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Large ship found in deep water off the Bahamas is the lost freighter El Faro, U.S. authorities said on Monday
  • El Faro sank with 33 crew members in a hurricane last month
  • Wreckage, in an upright position and intact on ocean floor, was initially detected by U.S. Navy salvage team over weekend
  • It was found in vicinity of El Faro’s last known location off Crooked Island in the southeastern Bahamas, NTSB said
  • Wreck is sitting in such deep water – 2,500 feet deeper than the Titanic – that it is beyond the reach of divers 

A large ship found in deep water off the Bahamas is the lost freighter El Faro that sank with 33 crew members in a hurricane last month, U.S. authorities said on Monday.

The wreckage, in an upright position and intact on the ocean floor, was initially detected by a U.S. Navy salvage team over the weekend at a depth of nearly three miles.

It was found in the vicinity of El Faro’s last known location off Crooked Island in the southeastern Bahamas, the U.S. National Transportation Safety Board (NTSB) said.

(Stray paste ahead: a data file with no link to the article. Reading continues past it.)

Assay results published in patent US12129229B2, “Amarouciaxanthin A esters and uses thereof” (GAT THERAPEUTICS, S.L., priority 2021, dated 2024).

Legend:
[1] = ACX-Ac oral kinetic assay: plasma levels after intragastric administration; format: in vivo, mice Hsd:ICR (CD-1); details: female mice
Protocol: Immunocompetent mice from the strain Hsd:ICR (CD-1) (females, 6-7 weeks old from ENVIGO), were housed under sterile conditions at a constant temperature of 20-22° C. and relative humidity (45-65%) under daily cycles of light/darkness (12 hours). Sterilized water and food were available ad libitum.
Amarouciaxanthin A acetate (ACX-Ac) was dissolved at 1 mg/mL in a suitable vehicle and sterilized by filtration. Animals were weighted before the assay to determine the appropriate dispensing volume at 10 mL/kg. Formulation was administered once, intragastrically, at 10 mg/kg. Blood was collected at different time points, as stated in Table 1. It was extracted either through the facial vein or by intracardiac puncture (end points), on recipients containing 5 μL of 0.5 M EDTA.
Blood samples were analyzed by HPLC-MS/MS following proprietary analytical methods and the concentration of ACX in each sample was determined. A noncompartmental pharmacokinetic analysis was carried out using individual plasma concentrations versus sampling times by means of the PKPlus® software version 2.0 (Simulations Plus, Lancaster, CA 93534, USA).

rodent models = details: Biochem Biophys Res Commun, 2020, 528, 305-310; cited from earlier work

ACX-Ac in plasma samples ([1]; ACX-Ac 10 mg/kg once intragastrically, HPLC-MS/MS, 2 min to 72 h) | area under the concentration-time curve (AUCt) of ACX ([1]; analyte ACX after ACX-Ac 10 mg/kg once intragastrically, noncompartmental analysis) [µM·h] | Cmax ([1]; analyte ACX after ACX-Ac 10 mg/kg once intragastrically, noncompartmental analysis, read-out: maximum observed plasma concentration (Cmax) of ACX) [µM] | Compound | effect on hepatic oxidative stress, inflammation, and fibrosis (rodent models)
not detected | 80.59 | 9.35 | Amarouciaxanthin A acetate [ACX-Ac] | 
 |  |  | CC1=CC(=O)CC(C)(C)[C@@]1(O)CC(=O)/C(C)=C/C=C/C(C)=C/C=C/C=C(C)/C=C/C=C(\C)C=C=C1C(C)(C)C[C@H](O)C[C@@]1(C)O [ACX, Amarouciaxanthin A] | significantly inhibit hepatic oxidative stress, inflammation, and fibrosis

A large ship found in deep water off the Bahamas is the lost freighter El Faro (pictured in a file photo at sea) that sank with 33 crew members in a hurricane last month, U.S. authorities said on Monday

A large ship found in deep water off the Bahamas is the lost freighter El Faro (pictured in a file photo at sea) that sank with 33 crew members in a hurricane last month, U.S. authorities said on Monday

The 790-ft cargo ship, disappeared on October 1 during a regular weekly run between Florida and Puerto Rico after the captain reported losing propulsion and taking on water

The 790-ft cargo ship, disappeared on October 1 during a regular weekly run between Florida and Puerto Rico after the captain reported losing propulsion and taking on water

The Navy salvage tug Apache subsequently deployed a deep ocean remotely operated submersible, CURV-21, equipped with a camera to confirm the identity of the ship, officials said.

A salvage team will now seek to retrieve the ship’s voyage data recorder – similar to an airplane’s black box – which could contain vital clues for the NTSB-led investigation into what sank the El Faro.

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